Similar truck

Example of suspect vehicle in Thera Dieleman case
Source: CTV News

In 2007 there was a break in the case. Due to advances in DNA technology, investigators were able to develop a DNA profile of Thera’s killer from evidence left on her body. Unfortunately, the male DNA did not match the samples taken from any person of interest. And there was even more disappointment when the police ran the sample through the national DNA databank and came up empty.

In August of 2018, the investigators released ​composite sketches of the suspect produced by using cutting-edge DNA technology. They generated an image of the suspect at the age of 25, as well as an age-progressed image of what he would look like when he was 55 years old.

Composite sketch of suspect

Suspect in Thera Dieleman  case
Source: CBC News

To generate these images, the Ontario Provincial Police (OPP) sent some of the DNA sample they acquired in 2007 to ​Parabon NanoLabs​, a company located in Virginia that specializes in DNA phenotyping – ​a process that predicts physical appearance and ancestry from DNA evidence. During ​DNA phenotyping, a ​DNA sample is “analyzed and scanned for traits, such as gender, ancestry, skin, eye and hair colour. These variables are then plugged into an algorithm which can produce a composite sketch.”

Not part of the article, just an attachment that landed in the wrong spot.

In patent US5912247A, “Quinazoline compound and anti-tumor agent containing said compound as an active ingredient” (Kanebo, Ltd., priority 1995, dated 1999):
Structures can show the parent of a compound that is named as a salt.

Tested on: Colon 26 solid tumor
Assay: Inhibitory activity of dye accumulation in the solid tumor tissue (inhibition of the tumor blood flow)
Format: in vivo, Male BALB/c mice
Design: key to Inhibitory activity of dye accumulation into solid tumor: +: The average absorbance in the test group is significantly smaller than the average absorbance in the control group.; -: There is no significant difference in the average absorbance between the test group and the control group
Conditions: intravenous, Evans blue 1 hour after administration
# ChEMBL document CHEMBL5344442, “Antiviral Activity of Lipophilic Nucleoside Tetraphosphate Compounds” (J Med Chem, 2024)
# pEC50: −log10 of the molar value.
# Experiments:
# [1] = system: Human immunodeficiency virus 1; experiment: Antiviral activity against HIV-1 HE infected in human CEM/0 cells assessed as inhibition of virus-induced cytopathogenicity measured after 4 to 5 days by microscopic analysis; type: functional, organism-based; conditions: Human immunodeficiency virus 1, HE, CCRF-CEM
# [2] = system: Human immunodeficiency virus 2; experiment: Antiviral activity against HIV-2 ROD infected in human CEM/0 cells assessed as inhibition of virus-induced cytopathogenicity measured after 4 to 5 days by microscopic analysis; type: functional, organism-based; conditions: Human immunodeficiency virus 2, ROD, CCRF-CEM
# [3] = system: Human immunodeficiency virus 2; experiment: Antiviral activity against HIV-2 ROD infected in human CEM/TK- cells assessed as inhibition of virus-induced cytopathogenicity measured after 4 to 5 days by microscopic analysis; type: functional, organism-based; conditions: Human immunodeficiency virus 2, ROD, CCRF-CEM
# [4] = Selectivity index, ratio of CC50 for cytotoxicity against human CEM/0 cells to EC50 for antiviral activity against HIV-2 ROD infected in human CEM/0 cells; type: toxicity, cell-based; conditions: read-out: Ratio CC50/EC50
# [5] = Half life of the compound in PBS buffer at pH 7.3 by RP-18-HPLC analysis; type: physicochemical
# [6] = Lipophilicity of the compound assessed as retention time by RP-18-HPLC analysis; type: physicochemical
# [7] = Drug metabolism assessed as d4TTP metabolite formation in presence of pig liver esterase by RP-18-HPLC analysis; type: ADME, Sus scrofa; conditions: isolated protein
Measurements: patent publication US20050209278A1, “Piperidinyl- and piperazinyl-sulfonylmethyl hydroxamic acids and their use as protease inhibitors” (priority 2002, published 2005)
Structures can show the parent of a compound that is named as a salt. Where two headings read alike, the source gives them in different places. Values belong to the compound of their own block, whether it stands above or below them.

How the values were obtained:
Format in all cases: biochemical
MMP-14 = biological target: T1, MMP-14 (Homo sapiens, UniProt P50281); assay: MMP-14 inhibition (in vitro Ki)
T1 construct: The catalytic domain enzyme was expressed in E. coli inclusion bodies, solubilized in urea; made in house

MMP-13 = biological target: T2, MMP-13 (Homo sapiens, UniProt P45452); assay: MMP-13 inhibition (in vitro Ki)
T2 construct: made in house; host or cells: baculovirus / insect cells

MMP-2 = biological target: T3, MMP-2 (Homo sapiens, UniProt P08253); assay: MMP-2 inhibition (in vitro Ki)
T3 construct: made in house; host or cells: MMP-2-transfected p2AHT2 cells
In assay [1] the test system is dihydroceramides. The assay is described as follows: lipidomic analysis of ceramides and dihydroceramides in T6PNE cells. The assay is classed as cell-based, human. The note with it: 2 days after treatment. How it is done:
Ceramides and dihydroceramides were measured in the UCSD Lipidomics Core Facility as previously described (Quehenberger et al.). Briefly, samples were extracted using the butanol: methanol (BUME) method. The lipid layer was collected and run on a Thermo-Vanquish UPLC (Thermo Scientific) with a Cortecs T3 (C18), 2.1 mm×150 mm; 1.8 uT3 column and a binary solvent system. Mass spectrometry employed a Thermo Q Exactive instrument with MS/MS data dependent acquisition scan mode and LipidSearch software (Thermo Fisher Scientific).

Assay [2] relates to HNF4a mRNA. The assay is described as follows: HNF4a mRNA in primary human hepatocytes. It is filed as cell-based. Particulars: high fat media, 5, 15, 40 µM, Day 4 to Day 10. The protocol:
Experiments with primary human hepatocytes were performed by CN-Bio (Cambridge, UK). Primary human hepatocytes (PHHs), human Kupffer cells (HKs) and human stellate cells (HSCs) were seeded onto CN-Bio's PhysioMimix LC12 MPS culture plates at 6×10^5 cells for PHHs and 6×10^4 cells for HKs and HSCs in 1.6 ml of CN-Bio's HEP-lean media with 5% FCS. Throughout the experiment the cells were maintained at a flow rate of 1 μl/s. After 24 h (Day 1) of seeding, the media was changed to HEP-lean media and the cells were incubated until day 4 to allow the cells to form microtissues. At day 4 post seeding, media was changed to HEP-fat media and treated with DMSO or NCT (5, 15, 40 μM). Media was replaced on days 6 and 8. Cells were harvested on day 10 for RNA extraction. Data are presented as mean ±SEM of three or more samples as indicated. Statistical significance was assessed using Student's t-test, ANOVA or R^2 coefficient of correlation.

When asked what led them to use this new technology, ​OPP Detective Superintendent Ken Leppert explained, “​We have a DNA sample that we’re confident was from the culprit. We are confident that people from or who lived in the area when this crime occurred may have information on this case. ​This technology wasn’t obviously available in 1988. We see this as an opportunity to hopefully stimulate memories, recollections from back in 1988.”

Detective Superintendent Leppert, however, did make it clear that this innovative use of DNA is not going to generate a one-hundred-percent accurate replica of the perpetrator. Instead, it generates a “scientific approximation of appearance” that does not take into account ​“environmental factors such as smoking, drinking, diet and other non-environmental factors like facial hair, hairstyle, [and] scars.”

They may not be a sure thing, but these sketches are indeed the biggest lead in Thera’s case since 2007 when the DNA sample was first generated. All it might take to break this case wide open is for someone to look closely at the sketches and to make a previously overlooked connection.

Who do you think killed Thera?